Phoenix Audio DRS-Q4 by benpasley
Hey, at $2,700 for a two channel mic pre this thing sends most audio creatives into immediate sticker shock (me included), but several years ago I bought one before Phoenix Audio moved its production to California and I got a great deal from Shaun Leveque who was selling off B-stock from the UK during the move. At the time I auditioned the ADL600, the Great River MP-2NV, the Langevin Dual Vocal Combo, and some of my review notes were posted on that "shootout" way back in 2006 here in this thread. I bought an ADL, the Langevin, and the Phoenix at that time, because I was in a big project and I wanted something from each one. Guess which one I still own 8 years later? ... yep, the Phoenix DRSQ-4 ... and here are some of the reasons why:
It is MORE than a mic pre:
1. You can run any bus or full mix through it for some amazing transformer tone. You can simply hit the Mic/Line switch and change the rear balanced XLR inputs to line level inputs. This gives you the chance to get some great transformer coloration, and in my tests, no noise to speak of. Drive it lightly and you get a subtle roundness, better depth and a nice hug on the 2-Bus, but if you drive it you can get some real depth in the program all the way up to a Motown kind of crush that gets very, very vintage sounding.
2. I own a 16 channel summing device from Phoenix, the Nicerizer, but I usually insert the DRSQ-4 into the main output bus (bypassing the internal output transformers which are the exact same as the DRSQ-4) so that I can better adjust the drive levels with more precision (because then I have both a Pre and Post gain for the transformers!) and I can also add the EQ for additional coloration and tone shaping.
3. You can engage the EQ on a mix/sub bus (or any line level signal) and then some very creamy, magical things happen. At first I didn't understand why this changed the overall texture of the mix, but after chatting with Robin Ashley at Phoenix I learned that when you engage the EQ it puts even the line level through the mic preamp section of the circuit. This is normally bad advice, but in the case of the DRSQ-4 I found it to add a kind of soft kind of thickening that I really love. (My friend David Wilton who has a song on the recent Twilight film also loves this trick as well.)
4. The EQ is really, really wonderful. No, you can't sweep every frequency as those are chosen for you, nor can you control the Q, but the bandwidth of the EQ is so musical and soft, that I think it is better for basic shaping--like on a mix bus--than it may be for tracking where you might want to notch something specific out.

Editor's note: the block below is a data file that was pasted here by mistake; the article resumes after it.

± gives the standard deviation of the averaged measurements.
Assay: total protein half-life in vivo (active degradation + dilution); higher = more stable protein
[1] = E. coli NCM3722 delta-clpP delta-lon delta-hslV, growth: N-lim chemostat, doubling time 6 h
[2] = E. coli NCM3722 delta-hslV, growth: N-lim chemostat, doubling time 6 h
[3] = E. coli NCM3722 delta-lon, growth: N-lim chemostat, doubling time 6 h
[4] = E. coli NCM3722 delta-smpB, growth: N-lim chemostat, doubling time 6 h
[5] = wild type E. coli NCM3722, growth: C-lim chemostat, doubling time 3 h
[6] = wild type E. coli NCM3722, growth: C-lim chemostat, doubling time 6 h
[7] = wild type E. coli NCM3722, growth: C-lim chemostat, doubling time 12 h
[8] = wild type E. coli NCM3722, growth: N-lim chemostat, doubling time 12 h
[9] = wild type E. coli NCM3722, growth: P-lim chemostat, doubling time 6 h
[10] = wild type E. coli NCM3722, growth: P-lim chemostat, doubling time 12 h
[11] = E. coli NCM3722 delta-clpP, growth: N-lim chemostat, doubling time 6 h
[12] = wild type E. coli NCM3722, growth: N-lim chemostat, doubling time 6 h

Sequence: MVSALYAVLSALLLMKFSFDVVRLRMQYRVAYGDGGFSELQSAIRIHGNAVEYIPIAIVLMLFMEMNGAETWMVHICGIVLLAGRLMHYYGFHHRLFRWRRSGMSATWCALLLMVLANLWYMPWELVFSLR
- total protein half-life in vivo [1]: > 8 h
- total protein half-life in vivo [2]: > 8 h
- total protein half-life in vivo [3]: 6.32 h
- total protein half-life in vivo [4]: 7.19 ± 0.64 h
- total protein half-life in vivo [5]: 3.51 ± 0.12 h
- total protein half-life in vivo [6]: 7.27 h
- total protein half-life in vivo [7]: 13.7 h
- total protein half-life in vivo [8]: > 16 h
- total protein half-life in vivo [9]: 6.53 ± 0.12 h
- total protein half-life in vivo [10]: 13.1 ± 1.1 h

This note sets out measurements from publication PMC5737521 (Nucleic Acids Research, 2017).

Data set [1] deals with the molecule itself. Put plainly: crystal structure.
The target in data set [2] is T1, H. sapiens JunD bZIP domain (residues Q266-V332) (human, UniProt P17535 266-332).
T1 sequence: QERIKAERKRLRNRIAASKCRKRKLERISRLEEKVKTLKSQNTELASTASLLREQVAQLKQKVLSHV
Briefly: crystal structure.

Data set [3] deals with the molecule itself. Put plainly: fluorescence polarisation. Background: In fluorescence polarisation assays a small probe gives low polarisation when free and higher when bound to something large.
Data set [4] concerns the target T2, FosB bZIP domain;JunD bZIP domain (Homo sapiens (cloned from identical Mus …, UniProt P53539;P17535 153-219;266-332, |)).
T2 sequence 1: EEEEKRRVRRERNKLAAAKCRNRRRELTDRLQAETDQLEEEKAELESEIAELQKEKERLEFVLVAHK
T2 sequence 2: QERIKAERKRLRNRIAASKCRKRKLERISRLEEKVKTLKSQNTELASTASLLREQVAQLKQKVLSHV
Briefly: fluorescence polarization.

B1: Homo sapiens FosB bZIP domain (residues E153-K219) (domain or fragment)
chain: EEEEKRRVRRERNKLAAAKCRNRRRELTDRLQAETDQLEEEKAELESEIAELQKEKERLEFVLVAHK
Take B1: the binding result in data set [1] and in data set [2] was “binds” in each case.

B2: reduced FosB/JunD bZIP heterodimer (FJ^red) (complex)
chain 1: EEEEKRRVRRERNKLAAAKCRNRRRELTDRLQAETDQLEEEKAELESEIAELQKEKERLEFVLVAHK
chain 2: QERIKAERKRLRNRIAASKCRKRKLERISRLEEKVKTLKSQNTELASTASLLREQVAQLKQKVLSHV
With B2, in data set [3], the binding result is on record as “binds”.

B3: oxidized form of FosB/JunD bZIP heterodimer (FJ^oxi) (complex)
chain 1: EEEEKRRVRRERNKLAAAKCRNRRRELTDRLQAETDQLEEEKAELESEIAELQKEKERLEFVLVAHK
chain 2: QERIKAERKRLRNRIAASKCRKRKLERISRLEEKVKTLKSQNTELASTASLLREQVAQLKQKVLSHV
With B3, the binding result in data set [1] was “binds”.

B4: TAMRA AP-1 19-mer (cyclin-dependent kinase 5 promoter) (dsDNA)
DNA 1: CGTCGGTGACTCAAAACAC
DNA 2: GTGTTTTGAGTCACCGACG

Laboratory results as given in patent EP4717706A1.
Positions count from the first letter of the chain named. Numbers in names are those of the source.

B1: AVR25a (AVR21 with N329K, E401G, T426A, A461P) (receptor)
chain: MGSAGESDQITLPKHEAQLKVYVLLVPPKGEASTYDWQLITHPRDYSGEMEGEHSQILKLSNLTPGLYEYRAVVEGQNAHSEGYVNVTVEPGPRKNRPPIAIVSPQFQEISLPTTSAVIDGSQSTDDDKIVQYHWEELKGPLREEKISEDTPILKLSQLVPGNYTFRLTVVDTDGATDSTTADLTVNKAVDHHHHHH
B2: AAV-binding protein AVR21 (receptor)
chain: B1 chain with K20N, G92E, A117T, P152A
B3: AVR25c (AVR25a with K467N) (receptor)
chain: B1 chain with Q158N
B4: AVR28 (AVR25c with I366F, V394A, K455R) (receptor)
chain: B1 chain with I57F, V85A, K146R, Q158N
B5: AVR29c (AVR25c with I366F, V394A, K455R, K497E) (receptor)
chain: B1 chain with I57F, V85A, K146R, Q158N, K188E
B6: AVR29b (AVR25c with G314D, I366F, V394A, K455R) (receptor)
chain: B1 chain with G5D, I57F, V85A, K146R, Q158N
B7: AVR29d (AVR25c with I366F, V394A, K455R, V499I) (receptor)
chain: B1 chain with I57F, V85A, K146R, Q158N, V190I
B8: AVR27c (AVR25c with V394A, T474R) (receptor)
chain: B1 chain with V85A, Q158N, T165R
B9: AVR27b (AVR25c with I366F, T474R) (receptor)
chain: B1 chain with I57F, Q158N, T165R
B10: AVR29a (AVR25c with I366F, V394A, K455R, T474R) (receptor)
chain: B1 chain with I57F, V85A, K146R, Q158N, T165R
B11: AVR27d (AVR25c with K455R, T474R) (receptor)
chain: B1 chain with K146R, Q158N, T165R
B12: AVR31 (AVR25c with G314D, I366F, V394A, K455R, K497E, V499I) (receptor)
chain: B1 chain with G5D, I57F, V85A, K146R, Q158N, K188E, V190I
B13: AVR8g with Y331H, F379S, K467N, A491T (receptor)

As a mic pre it is still killer.
The reason I preferred it over all my other options were:
1. It has so much gain that it is ridiculous. The input section sounded great on my ribbon microphones, and the additional output gain knob allows you to get the level you need whether you barely drive the input stage or crush it into distortion mode.
2. The input stage can either be super clean at low input levels, or mid-forward thick as you turn it up, or trash-town distorted when you really hit it. I have never used a pre that had such a wide range of color. No knobs to push to add some other circuit, it is just like a tube amp on a guitar head: roll it back for clean, turn it up for balls. Easy.
3. It has two balanced outputs on the back, one TRS and one XLR, both able to drive separate loads which makes wiring for Mid/Side, monitoring, or creative signal paths a breeze.
4. The circuit is lively and can be colorful, but it is not bouncy like some tube gear that has to be compressed to death to sit in a mix. It seems to hold tracks together like a mild kind of compression. Vocals, drums, and so far everything I have tracked with it sits in the mix so well, with very little post processing, that it makes my post work so much easier.
The Cons IMHO:
1. There should be some unbalanced inserts on the back.
2. The LED lights on the front are abusively bright, ouch, so much so that you can't read the labeling (which are terribly positioned under the buttons when you look at them). And why does my Mic/Line button stay illuminated regardless of position?
3. The red knobs need a more intensive marking (paint?) so you can distinguish the position better. They feel the same top to bottom and the indicator side just has a little notch in it, strange. I replaced the knobs on mine to make my life easier.
4. I gave the unit a 4 instead of 5 on "Ease of Use" because of these cons that I just listed that have become solid "dangst!" for me over the years.
I took the time to rant on this gear because it has stayed with me for so long and I realized how genuinely impressed I am. It is my one preamp--that is more than a preamp--that can never be trade or upgraded. Hope this proves useful to some of you guys who like to have gear that can do more than one job in your creative work.